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C Chats: ‘Other Desert Cities’ Gives Us Deanna Dunagan On Stage Again (Which is All We Want)

Deanna Dunagan, of August: Osage County fame, returns to the stage in the Goodman Theatre’s production of the award-winning drama Other Desert Cities.

A scene from ‘Other Desert Cities’

It may be cold outside (okay, freezing), but Deanna Dunagan onstage is a must-see no matter what the temperature. This month, the Tony Award winner hits the Goodman as the matriarch of the Wyeth family in Other Desert Cities (Quick synopsis: Liberal daughter visits Republican parents to tell them about her tell-all memoir that reveals family secrets behind the suicide of her brother Henry). Chicago staffers Emmet Sullivan and Elly Fishman attended the premiere Tuesday night.

Emmet: I’ll be honest, there are very few reasons I want to leave my apartment right now. Other Desert Cities, though, was one of them, based on everything we knew about the play. It’s a Pulitzer Prize-winning drama about the Wyeth family set in a balmy winter in California.

Elly: If we can’t go to the desert, maybe we can live vicariously through a play about it.

Emmet: Hearing Brooke talk about the endless warm weather in Palm Springs did seem to earn a collective groan of jealousy from the audience. So, in your opinion, did it all live up to the hype?

Elly: My review is a mixed bag.

Emmet: What’s in the bag?

Elly: I’ll begin with the good—Deanna Dunagan, as Mama Wyeth, was great. She’s always magic on stage. Her ability to find the acidity in a script and character never fails to delight

Emmet: She was the most consistent actor up there. They are still working out kinks, but some of the actors still tripped over lines or couldn’t figure out the blocking.

Elly: I also though John Hookenakker as her son, Trip Wyeth, was great. He really brought out the awkward comedy in the script.

Emmet: Which was sorely needed at points. Between him and Aunt Silda, they kept the show from being too gloomy.

Elly: I agree about the blocking and honestly, it’s the play itself for me. I was on board for the first act, but the second act just didn’t work. I also felt like Tracy Michelle Arnold as Brooke Wyeth was not the manic enough.

Emmet: I agree about the act disparity. The first act set up a lot of dark paths to go down that the play never really did. It retreated too quickly from its own drama.

Elly: The stakes didn’t feel that high at the climax point. There were some smart, honest moments, but I felt the characters were relatively unoriginal and not nuanced.

Emmet: The villainous Republicans? The drunk relative?

Elly: They felt too familiar—and not in a good way.

Emmet: I felt like we were cheated out of some true moments of humanity. We don’t know what it was six years ago that suddenly broke Brooke.

Elly: The problematic relationships (like Polly’s relationship with her sister Silda) were never fully explained.

Emmet: I don’t get why this took place in 2004. It’s been almost 30 years since Henry’s suicide. Why is this all coming to a head now? What’s changed?

Elly: You mean beyond the fact of the politics and the emergence of the tea party? I think there’s something to be said for an old generation standing idly by as the party becomes increasingly dogmatic.

Emmet: That’s interesting from a writing perspective, to link the two stories—the parents growing older and standing idly by while their children self-destruct, just like older Republicans with their party. But it doesn’t make much sense from a character perspective. Why did Brooke suddenly have a breakdown a few years ago? I assumed for a while that was when the suicide happened, but we learn later it was in the 70s. She had been relatively well adjusted after, even writing a bestselling book, and then something changed and she had to be hospitalized, but they never went into what triggered that breakdown.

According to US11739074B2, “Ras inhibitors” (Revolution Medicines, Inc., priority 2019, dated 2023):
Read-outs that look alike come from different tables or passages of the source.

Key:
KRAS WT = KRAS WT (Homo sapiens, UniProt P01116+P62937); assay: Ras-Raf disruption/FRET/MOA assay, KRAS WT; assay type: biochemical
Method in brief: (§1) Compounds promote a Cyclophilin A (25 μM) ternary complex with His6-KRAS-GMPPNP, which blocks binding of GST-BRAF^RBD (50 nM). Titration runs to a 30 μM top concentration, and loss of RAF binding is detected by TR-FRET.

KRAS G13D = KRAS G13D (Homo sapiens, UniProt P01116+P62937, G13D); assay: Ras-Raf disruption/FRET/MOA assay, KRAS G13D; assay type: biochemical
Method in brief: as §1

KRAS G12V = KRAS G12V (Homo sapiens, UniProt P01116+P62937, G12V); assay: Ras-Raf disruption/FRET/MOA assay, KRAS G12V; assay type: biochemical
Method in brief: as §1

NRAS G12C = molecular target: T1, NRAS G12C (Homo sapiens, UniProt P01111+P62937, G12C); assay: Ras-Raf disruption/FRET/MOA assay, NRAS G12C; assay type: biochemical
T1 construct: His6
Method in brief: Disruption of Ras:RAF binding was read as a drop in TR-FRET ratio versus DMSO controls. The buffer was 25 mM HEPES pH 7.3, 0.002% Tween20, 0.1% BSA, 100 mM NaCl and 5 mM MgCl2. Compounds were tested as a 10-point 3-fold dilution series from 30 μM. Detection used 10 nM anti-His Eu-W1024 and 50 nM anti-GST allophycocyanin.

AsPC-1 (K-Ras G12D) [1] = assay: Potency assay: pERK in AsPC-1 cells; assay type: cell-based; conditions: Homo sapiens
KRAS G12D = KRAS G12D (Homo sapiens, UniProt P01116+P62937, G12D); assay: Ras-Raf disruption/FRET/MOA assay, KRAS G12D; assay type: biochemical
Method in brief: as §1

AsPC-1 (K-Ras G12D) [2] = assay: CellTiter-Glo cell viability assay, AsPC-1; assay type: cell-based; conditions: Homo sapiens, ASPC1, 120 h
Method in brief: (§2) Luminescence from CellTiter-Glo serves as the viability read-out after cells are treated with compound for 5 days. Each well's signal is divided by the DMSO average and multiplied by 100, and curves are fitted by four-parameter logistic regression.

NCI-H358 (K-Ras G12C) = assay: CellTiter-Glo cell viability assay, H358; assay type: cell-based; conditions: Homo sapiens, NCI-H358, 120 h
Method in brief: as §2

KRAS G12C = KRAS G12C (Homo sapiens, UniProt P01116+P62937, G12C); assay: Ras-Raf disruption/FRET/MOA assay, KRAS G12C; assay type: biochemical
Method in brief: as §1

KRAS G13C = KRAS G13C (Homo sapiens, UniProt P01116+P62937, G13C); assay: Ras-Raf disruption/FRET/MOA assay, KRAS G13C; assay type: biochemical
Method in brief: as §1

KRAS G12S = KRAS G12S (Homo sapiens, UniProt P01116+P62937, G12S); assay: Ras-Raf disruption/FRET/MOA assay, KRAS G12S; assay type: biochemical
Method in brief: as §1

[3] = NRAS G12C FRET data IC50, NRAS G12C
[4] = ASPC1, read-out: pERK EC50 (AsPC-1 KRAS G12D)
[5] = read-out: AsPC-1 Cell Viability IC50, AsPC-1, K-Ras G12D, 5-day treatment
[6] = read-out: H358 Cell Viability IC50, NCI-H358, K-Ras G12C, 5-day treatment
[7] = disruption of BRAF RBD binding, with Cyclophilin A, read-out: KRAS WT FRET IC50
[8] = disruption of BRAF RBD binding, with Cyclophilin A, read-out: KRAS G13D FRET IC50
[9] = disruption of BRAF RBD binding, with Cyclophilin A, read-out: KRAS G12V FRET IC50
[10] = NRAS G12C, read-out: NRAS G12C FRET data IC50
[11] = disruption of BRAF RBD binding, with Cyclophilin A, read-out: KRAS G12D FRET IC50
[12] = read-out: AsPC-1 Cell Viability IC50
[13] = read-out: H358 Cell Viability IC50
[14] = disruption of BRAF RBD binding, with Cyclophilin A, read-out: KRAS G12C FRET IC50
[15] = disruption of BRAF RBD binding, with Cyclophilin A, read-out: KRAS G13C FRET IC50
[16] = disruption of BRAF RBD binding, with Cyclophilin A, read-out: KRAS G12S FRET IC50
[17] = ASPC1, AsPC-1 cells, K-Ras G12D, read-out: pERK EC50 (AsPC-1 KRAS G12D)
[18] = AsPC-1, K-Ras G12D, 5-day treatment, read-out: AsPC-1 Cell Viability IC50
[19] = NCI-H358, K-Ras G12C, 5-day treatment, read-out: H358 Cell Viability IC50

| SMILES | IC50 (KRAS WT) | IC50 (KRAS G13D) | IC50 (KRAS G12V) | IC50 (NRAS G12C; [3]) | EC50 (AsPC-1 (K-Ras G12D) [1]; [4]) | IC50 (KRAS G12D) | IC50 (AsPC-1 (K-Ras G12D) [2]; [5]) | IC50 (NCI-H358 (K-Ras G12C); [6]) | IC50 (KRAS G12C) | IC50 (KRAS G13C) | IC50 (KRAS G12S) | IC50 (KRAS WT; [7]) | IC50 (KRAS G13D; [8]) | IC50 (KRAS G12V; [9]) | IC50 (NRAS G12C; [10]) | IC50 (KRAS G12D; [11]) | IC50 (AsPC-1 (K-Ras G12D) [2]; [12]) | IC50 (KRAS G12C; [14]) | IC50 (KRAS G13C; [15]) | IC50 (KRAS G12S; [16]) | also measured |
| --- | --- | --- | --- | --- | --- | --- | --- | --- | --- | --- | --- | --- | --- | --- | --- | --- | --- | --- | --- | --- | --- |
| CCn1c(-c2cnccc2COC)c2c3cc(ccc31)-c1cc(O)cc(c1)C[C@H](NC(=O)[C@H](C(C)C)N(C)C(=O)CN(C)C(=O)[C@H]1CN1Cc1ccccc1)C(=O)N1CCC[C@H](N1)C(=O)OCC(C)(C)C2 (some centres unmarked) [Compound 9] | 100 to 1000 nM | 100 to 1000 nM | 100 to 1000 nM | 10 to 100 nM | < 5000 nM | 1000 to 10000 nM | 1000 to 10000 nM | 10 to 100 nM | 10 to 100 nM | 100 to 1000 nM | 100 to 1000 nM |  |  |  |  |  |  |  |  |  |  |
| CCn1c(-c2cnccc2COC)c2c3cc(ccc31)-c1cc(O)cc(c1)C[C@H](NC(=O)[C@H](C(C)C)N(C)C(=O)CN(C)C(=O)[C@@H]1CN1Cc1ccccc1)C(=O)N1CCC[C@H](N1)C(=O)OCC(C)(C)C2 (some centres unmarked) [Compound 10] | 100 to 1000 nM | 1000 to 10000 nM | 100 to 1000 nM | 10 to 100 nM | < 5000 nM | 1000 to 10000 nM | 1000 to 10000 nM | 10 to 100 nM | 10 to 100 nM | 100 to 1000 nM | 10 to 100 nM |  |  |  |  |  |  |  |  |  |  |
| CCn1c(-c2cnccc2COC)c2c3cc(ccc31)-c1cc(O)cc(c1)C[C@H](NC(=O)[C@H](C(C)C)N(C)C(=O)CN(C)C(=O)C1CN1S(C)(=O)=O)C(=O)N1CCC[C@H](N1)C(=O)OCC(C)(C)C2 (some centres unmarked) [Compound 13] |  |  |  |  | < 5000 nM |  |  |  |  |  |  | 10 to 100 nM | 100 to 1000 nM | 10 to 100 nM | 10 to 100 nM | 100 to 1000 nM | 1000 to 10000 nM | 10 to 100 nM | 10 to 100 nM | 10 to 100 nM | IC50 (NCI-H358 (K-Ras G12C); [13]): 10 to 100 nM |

Elly: The timeline is a little all over the place.

Emmet: Jon Robin Baitz, the playwright, clearly has a fascination with this time period and this intergenerational conflict—he admits as much in the program (and he’s also behind Brothers & Sisters, a TV show focusing on a politically polarized California family). I thought the story of Henry, though, diluted that message. By the end, we’re so focused on the drama of Henry that we almost forget the parallel theme of a changing of the guard in politics.

Elly: Henry, who we never really have reason to feel invested in. There are gestures about who he was as a kid and later a rebellious drug-crazed teen, but I didn’t feel invested in his story.

Emmet: OK, how about tell me one thing you liked besides Deanna Dunagan.

Elly: I liked the first 10 to 15 minutes of the second act, as the relationship between the siblings unfolded. That felt very real to me.

Emmet: For me, I loved the set, but that was kind of a gimme. I also did love a lot of the comedy in the script—very well placed throughout to keep the show moving. And it did move, especially for being only in one room the entire time.

Elly: That’s true. It’s over the course of one day, and there are a lot of shifts and turns.

Emmet: Final question. You’ve seen Deanna Dunagan now in August: Osage County, A Little Night Music, and now Other Desert Cities. What would you like to see her in next?

Elly: Honestly, I’d see her in anything. Maybe not Cats.

Other Desert Cities runs through February 17 at the Goodman Theatre, 170 N. Deaborn St. For info and tickets, goodmantheatre.org.


Photograph: Liz Lauren


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